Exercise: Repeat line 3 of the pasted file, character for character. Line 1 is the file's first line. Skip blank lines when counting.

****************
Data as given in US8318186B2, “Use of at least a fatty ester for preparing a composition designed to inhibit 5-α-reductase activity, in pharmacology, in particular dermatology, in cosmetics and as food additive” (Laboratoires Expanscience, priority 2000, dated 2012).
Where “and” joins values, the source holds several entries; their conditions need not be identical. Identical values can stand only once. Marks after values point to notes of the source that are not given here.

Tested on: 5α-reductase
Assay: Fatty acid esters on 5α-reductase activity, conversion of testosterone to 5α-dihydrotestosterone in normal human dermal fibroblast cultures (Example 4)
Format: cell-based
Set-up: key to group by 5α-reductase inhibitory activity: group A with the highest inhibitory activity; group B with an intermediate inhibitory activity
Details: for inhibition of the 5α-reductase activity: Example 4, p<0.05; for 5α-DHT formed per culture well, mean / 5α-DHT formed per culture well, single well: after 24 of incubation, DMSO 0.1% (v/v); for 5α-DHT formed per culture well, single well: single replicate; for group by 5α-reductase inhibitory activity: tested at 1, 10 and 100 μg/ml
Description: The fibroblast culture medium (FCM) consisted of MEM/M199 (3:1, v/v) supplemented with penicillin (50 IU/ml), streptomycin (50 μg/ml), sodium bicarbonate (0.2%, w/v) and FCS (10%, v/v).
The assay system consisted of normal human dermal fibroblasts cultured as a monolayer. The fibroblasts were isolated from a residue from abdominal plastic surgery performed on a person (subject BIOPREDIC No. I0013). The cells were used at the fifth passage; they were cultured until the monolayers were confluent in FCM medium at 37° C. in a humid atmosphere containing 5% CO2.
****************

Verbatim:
Tested on: 5α-reductase